self no lunger, but bursting into heartfelt tears, fell at
the feet of the Emperor eryir.g,
“Your blessing, >ir! ’
Napoleon rose and blessed her with becoming
gravity ; for he always had respect fur the creed of
others. From that day Henrietta did not fail to
visit Longwood regularly. She carried water from
| the spring and her customary bouquet, but always
returned disconsolate: foroach day she received the
| most alarming accounts of the health of the Empe
! ror.
At the commencement of May, 1821, when the
6un shone more brightly than unsual, Henrietta was
informed that the Emperor was much better, that
his reason was restored. She arrived at Longwood,
but alas! the reality was the reverse of her hopes.
She found every one in consternation. This time,
fearing he was dying, and wishing to sec him once
again, she desired to be admitted to his presence.
She was told he was too ill, and that it was impos
sible. Her supplications and entreaties prevailed,
and she was admitted to his chamber.
It was at t+»e moment Napoleon, surrounded by
[ his faithful friends, and lying on his death-bed, re
quested them to place the bust of his son before him.
He then bade an afTectionato farewell to his friends
and the French people, whom lie had loved so well.
His arms then contracted with convulsions, his eyes
became fixed, while he gasped, “France—my son!”
Then all was silent. Napoleon ceased to live.
At these words the flowers which the young girl
had biouglit dropped from her trembling hands; she
fell on her knees by the bedside; then making an
effort site seized and tried to press the hand of Na
poleon to her lips, but immediately her head fell
back, her mouth discolored, her eyes fixed, aad she
sank on the floor, buried in that sleep which knows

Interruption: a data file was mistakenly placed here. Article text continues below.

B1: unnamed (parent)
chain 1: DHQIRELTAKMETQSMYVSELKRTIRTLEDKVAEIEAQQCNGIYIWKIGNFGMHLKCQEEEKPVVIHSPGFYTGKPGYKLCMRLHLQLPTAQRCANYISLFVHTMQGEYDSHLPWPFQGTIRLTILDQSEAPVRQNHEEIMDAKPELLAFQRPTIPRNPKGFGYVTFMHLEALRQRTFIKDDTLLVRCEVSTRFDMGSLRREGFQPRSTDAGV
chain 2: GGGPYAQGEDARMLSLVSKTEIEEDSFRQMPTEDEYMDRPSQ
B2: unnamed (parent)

_I *_ II_• _J_II
IIU lICNItCUa MOO ucau .
Singular freak of nature.-*-The faWe of I
phis and lanthe, which forms one of the most strik
ing tales in Ovid’s Metamorphoses, was probably
true after all. Just such a thing has happened in
the State of Massachusetts. A petition was yes
terday presented to the Legislature on the part of an
individual in the town of Chilmark, slating that he
has a child fifteen years old which was born a fe
male [apparently] andchristened Rebecca, but that
recently it has manifested itself to be of the male
stx. He therefore petitions that the name of this
androgynous offspring may be changed to William.
We are informed that this account is perfectly cor
rect, and the instance presents one of the most curi
ous cases in phvsiology. Truth is stranger than
fiction.—Boston Courier.
Down or the Eu>er DLck.—The down of the
Eider duck is one of the most singular and curious
products of nature; it is beautiful and soft, and the
best non-conducter that is known. It is so firm
and elastic that a quantity wh'rth can he pressed
between the two hands, will form a garment which
is little more than the weight of a few feathers, but
which retains more heat than a blanket. The re
sort of these birds is the wild cold region of the
North. The God of Heaven has provided its down